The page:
158 19:48 <jonasschnelli> (which are less risky since they are only used in tests).
159 19:50 <jonatack> Improving privacy is so essential. A thousand thank you's, Jonas, for your work on this.
160 19:50 <jonasschnelli> Thanks for reviewing guys!
161 19:50 <zenogais> Yeah, this is great work, really looking forward to the V2 transport stuff.
162 19:50 <jonatack> The best way each of us can help jonasschnelli move BIP 324 forward, is to review these PRs.
163 19:50 <jonatack> Let's all get our review in tomorrow for those who haven't yet.
164 19:51 <sosthene> jonasschnelli: Thanks, it was great to have you here.
165 19:51 <jonatack> Ten minutes left. I'm glad we've been able to discuss these important issues. Any other comments, feedback, or questions?
166 19:51 <michaelfolkson> In terms of future work, jonatack you referred to 64 byte public keys and randomizing ports. Can you elaborate?
167 19:52 <michaelfolkson> Also found it interesting that there could be different authentication schemes.
168 19:52 <lightlike> do you think that v2 will take over completely, or do you think both v1 and v2 will coexist for a long time?
169 19:52 <jonasschnelli> I think so.
170 19:52 <jonatack> michaelfolkson: You mean in my slides? They were only a quick summary of jonasschnelli's complete slides.
171 19:52 <jonatack> michaelfolkson:, lightlike: Great questions.
172 19:53 <michaelfolkson> Ah ok. I'll look back at Jonas' slides.
173 19:53 <jonasschnelli> I think randomising ports would go into the direction of censorship resistance which is very complicated and I think this should be done on other layers like tor
174 19:54 <jonasschnelli> even with randomised ports, by looking at the package size and burst-characteristics, identifying bitcoin traffic is trivial.
175 19:55 <jonasschnelli> lightlike: back to the v1/v2 question. I think, when there are enough peers supporting v2, people may disable v1
176 19:55 <jonasschnelli> but sadly its a slow transition
177 19:56 <jonasschnelli> (unless v1 gets exploited which is unlikely).
178 19:57 <jonatack> jonasschnelli: Would you see v2 on by default in future releases? Or after a certain level of v2 adoption?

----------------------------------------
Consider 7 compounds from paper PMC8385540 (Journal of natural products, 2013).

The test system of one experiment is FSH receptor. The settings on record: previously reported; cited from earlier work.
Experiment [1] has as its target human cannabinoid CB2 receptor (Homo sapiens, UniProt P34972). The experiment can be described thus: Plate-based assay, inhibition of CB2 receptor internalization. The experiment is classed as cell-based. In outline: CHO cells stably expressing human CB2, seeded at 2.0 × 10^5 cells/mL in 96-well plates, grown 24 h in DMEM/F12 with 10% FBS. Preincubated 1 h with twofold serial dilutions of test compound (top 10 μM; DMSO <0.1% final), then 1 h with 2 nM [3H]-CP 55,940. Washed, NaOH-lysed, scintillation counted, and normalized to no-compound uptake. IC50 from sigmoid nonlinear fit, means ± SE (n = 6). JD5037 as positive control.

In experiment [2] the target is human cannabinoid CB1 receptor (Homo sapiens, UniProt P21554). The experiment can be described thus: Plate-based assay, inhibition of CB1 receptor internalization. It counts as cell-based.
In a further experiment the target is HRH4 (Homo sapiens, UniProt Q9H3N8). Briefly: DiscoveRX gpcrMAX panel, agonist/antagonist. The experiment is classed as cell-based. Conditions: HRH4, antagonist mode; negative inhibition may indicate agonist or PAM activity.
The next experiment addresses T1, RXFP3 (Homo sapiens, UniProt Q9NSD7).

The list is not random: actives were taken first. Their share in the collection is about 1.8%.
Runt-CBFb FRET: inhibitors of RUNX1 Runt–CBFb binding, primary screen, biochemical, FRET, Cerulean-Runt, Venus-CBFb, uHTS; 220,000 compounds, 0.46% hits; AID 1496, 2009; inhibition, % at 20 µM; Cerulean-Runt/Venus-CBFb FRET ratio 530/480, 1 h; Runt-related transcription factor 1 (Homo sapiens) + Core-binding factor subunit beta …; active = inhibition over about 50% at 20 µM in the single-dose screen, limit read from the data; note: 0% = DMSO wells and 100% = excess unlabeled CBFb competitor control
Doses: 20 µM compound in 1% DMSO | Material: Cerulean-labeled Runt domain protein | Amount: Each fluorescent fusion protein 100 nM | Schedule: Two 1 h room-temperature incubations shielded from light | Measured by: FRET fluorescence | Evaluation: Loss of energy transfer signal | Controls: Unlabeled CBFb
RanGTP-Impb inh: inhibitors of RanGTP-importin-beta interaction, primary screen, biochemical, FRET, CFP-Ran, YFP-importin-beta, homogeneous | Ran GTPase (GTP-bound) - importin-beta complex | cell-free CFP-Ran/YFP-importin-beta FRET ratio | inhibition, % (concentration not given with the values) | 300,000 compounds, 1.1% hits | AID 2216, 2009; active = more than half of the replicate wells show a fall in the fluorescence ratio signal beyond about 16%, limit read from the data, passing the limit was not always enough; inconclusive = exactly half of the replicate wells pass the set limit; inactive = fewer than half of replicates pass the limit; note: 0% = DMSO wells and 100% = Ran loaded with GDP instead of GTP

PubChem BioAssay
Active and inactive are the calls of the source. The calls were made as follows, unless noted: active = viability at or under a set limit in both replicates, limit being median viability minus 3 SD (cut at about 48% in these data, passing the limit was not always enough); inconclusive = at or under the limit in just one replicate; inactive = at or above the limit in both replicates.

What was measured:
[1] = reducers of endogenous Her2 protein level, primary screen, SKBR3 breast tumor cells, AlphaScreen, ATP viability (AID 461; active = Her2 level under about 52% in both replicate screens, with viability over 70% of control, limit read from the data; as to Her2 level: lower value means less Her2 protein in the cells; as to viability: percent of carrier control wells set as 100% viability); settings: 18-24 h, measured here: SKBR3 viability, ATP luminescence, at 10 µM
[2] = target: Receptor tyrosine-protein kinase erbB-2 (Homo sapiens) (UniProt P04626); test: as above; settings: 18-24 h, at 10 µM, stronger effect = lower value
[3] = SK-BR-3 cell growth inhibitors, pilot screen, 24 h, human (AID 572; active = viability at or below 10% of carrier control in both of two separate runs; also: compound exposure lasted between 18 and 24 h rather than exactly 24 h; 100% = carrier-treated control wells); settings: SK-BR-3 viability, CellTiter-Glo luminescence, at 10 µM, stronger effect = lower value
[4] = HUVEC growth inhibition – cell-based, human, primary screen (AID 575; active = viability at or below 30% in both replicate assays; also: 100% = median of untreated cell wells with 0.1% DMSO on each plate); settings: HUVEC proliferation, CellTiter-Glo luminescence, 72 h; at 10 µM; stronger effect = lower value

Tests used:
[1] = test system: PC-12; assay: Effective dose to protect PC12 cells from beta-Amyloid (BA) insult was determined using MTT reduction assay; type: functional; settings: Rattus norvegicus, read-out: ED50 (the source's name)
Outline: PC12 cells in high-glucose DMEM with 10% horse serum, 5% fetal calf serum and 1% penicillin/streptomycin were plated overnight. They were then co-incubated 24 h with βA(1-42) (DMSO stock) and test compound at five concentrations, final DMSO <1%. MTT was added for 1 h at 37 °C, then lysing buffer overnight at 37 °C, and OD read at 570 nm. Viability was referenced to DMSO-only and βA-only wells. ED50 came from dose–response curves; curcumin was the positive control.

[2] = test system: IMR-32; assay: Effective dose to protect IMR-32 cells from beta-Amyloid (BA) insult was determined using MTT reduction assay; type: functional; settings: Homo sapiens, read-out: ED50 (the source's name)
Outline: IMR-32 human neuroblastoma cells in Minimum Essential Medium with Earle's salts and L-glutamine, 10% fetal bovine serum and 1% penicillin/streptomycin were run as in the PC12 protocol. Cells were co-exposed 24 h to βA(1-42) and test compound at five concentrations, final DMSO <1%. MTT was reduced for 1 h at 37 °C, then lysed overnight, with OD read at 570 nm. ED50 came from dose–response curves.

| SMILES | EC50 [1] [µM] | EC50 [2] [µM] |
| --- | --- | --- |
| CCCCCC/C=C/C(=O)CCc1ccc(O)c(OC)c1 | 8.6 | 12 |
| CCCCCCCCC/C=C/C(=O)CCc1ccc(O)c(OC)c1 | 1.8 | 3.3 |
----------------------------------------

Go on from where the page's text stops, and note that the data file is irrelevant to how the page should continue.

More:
179 19:57 <jonasschnelli> I hope... I guess this is the plan. Though time will show and it needs enough people willing to run v2.
180 19:58 <jonatack> Privacy may turn out to be a good motivation.
181 19:58 <michaelfolkson> Less systemic risk if half the network is running v1 and half is running v2 rather than everyone running v2 :)
182 19:58 <jonatack> If anyone wants to continue with other questions after we wrap up, I'll hang around.
183 19:59 <jkczyz> jonasschnelli: I have a suggestion regarding TransportDeserializer's interface but will leave a new comment on the PR.
184 19:59 <jonasschnelli> thanks jkczyz
185 19:59 <jonasschnelli> I'll try to tackle the comments by tomorrow
186 20:00 <jonatack> Thanks, everyone, for participating this week!
187 20:00 <jonatack> Thanks jonasschnelli for coming by!
188 20:00 <michaelfolkson> Thanks both
189 20:00 <lightlike> thanks jonatack, jonasschnelli!
190 20:00 <jonasschnelli> thanks all
191 20:00 <zenogais> Thanks all, appreciate you fielding our questions jonasschnelli
192 20:00 <sebastiavstaa> thanks all Erratum
At 19:52 in the meeting log, I wrote that more information about the 64-byte
public keys and port randomisation mentioned in my presentation could be found
in Jonas Schnelli’s slides. More precisely, those discussions are from Jonas
P2P Encryption presentation at
in June 2019. I added a link to that resource to the notes above.
Cheers - Jon Atack